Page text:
Thursday, October 20, 2016

The Midwife of Hope River - The #Friday56 and #BookBeginnings on Friday

Patricia Harman's Hope River novels vividly capture life in West Virginia during the Great Depression. In The Midwife of Hope River Patience Murphy delivers the babies of Appalachian mothers whether rich or poor, black or white, often under difficult circumstances. The author takes the reader to dangerous coal mines, explores racial attitudes, and shows the reality of childbirth during that era. The plot captured me from the very first as I watched Patience deal with a difficult past (she'd been orphaned and widowed and had been accused of a crime) and yet find joy in bringing new life into the world. The story is touching, funny, and eye-opening. One of the most memorable books I've read.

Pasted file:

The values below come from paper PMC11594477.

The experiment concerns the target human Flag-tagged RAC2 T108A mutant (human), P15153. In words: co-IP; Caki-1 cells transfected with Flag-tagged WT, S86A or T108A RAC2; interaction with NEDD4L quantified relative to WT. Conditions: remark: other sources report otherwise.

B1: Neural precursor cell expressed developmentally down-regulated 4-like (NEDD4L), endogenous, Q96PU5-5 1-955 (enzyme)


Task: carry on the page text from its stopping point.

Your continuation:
The Midwife of Hope River is Book #1 in the Hope River Series. I featured The Reluctant Midwife (Book #2) on my blog earlier: Here.  Both books stand alone, and I highly recommend them. 
FYI: Patricia Harman worked for over thirty years as a midwife and has an MSN in Nurse-Midwifery. She knows her stuff.

Book Beginning:
     "How long do you think my baby's been dead?" Katherine turns toward me, and I can tell she's still crying.
     "Five days, maybe less," I answer my patient. "I heard the heartbeat when I checked you last Friday, and you said the baby moved during church. Shut your eyes now. Try. You need to rest."

Friday 56 (from 56% on my Kindle):
     At last we are getting produce from the garden, small peas that we eat without shelling, lettuce, and chard. We enjoyed Hannah's bacon and we fish in the river, but we are down to a cup of flour, the sugar is gone, and our money jar is empty except for a few last coins. I stare at them now, scattered on the table, as I pull on my town shoes.